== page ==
• Kirschner wire can be passed using anterior portals, or transmalleolar for central or posterior lesions
        • commercial targeting guides available
        • talus dorsiflexed and plantar flex to necessitate only 1 transosseous passing of wire
    • complications
      • articular cartilage delamination and graft failure
    • outcomes
      • 85% pain improvement
      • 65-90% improvement in patient reported outcomes
      • fibrocartilage formation at site of lesion in 60% of patients on second-look arthroscopy, no correlation noted with patient outcomes
  • Arthroscopy with retrograde drilling and bone grafting
    • approach
      • standard arthroscopic approach to ankle
    • instrumentation
      • evaluate cartilaginous surface for softening, dimpling with probe seen
      • confirm integrity of cartilaginous cap
    • bony work
      • Kirschner wire drilled from sinus tarsi into defect
        • commercial targeting guides available
        • fluoroscopy often helpful to confirm location
      • if bone grafting indicated, cannulated drill placed over K wire
        • curette out cystic material
        • graft harvested and placed
    • complications
      • violation of intact cartilage cap
  • Osteochondral autograft and allograft transplant
    • approach
      • dictated by location of OLT and concomitant procedures required (i.e. Brostrum)
      • medial malleolar osteotomy for medial and posterior lesions
        • longitudinal incision centered over medial malleolus
        • anterior arthrotomy to expose joint line
        • flexor retinaculum released posteriorly; PTT retracted posteriorly
        • osteotomy guided based of 2 parallelly placed K-wires, with goal to enter plafond at lateral extent of OLT
        • prior to osteotomy, 2 drill holes placed to aid in reduction following procedure
        • sagittal saw and osteotome used to complete osteotomy, care taken not to cause thermal necrosis to bone or damage cartilage
      • lateral malleolar osteotomy or ATFL/CFL release for lateral lesions
        • longitudinal incision centered over lateral malleolus
        • oblique osteotomy planned, with predrilling of small fragment screws holes to aid in reduction following procedure
        • alternatively, if lateral ligament reconstruction is planned, extensor retinaculum may be released 
        • peroneal tendons retracted posteriorly and ATFL and CFL released, ankle inverted and plantarflexed to expose talar dome
      • bone work
        • OLT debrided and measured using sizing guide
        • appropriately sized autograft may be harvested from knee and placed into OLT, impacted gently into defect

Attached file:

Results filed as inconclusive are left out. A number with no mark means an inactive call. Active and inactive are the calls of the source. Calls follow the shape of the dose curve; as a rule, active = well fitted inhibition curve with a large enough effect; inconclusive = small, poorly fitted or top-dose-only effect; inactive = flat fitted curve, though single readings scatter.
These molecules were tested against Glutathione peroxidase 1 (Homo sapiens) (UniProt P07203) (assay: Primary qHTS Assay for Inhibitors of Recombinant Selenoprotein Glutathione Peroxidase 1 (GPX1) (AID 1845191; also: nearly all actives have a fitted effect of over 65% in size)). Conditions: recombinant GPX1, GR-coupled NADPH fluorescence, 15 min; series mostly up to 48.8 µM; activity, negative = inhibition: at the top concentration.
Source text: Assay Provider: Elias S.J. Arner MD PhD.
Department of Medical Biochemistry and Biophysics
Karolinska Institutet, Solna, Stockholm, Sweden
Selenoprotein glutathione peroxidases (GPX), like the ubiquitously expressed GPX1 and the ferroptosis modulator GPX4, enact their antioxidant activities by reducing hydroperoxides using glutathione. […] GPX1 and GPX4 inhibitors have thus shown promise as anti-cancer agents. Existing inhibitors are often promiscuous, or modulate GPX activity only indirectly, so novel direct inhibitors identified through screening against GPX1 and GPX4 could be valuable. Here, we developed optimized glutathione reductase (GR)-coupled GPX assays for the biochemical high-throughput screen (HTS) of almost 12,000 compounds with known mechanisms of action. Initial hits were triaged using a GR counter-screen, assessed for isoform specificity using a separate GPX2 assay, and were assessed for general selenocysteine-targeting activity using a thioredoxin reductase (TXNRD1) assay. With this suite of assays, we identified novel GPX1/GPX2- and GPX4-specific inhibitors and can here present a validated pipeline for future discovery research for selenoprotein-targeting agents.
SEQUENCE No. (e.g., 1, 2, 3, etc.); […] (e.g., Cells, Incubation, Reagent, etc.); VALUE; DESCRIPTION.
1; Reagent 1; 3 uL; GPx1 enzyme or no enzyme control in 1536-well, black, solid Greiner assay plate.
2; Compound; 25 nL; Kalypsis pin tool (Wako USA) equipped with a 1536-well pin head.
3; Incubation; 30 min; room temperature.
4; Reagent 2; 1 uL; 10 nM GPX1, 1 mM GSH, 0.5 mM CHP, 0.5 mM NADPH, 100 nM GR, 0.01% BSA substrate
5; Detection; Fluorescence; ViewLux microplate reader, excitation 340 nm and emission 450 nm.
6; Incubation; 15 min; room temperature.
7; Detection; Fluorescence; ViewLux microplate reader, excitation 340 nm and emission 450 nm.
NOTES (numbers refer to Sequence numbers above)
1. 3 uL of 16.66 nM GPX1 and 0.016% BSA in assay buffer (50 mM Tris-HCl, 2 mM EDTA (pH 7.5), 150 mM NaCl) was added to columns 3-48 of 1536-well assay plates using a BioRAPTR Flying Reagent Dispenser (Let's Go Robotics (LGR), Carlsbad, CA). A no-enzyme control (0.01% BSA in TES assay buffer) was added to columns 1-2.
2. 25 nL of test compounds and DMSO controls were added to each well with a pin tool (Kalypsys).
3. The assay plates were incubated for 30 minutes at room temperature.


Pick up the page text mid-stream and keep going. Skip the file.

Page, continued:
• OATs harvested from the knee have a cartilage thickness less than the native talus
          • this will cause immediate post-operative xrays to show a prominent graft despite the cartilage surface being flush
      • complications
        • osteotomy site delayed- or non-union
          • do not release deltoid ligament as may jeopardize deltoid artery blood supply
        • ankle impingement if graft plug left proud
        • autograft harvest site morbidity
  • Autologous chondrocyte implantation
    • approach
      • two-stage procedure consisting of
        • arthroscopic harvest of chondrocytes (from ankle or alternatively from knee) are sent for cultured growth
        • open approach via osteotomy for implantation
    • instrumentation
      • debridement of lesion to create stable cartilage rim, subchondral bone exposed
      • bone graft may be placed if underlying cyst and bone loss
      • periosteum from tibia taken and fitted to defect
      • this is sutured into place this small caliber suture, omitting one area to leave access to underlying defect
      • water-tight seal confirmed, cultured chondrocytes placed under flap and suture placed, fibrin glue placed over defect
    • outcomes
      • newer technique of matrix-based chondrocyte implantation (MACI) shown equivalent outcomes to ACI and may obviate need for osteotomy
Complications
  • Graft failure
    • complication of all grafting procedures
  • Persistent pain
    • small percentage of patients do not achieve pain relief regardless of treatment
 

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(OBQ13.46) A 43-year-old male sustained a left ankle injury 3 years ago. Radiographs at the time were negative and his pain improved over the next two months. However, for the last six months, he has developed persistent ankle pain with intermittent swelling. He has been treating his symptoms with physical therapy and anti-inflammatory medications with little effect. Physical examination elicits pain with ankle dorsiflexion and plantarflexion, although subtalar motion is normal. Figures A and B are radiographs of the left ankle. Figure C shows the corresponding MRI. What would be the next most appropriate step for treatment? Review Topic | Tested Concept

QID: 4681
FIGURES:
1

Total contact cast immobilization and nonweight-bearing for 6 weeks

12%

(340/2877)

2

Ankle arthrodesis

1%

(21/2877)

3

Open autologous chondrocyte implantation

11%

(327/2877)

4

Arthroscopic marrow stimulation

69%

(1980/2877)

5

Ankle corticosteroid injection

7%

(191/2877)

L 4 C

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(OBQ12.74) A 21-year-old male reports right ankle pain after sustaining an inversion ankle injury 2 years ago. He complains of mechanical symptoms with ankle movement that continue to be symptomatic with everyday activities. During his workup, an MRI shows a 1x1 cm lateral talar osteochondral defect (OCD). When compared to medial talar OCDs, which of the following statements is true regarding lateral talar OCDs? Review Topic | Tested Concept

QID: 4434
1

Increased incidence of traumatic etiology

67%

(3539/5308)

2

Lesions are usually deeper

4%

(201/5308)

3

Better chance of spontaneous resolution

10%

(546/5308)

4

Usually more posterior

11%

(569/5308)

5

Are more common

8%

(413/5308)

L 3 B

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(OBQ06.213) A 30-year-old professional ballet dancer presents with persistant ankle pain after an ankle sprain 6 months ago. Physical therapy and NSAID's have not alleviated the symptoms. Physical exam reveals some joint swelling but no ligamentous instability. Radiographs are unremarkable. What is the next appropriate step in the management of this patient? Review Topic | Tested Concept

QID: 224
1

Continue physical therapy

1%

(42/3096)

2

Avoidance of dancing with CAM walker boot for 2 weeks

7%

(208/3096)

3

MRI of the ankle

90%

(2796/3096)

4

Ankle steroid injection

1%

(20/3096)

5

Diagnostic ankle arthroscopy

1%

(22/3096)

L 1 D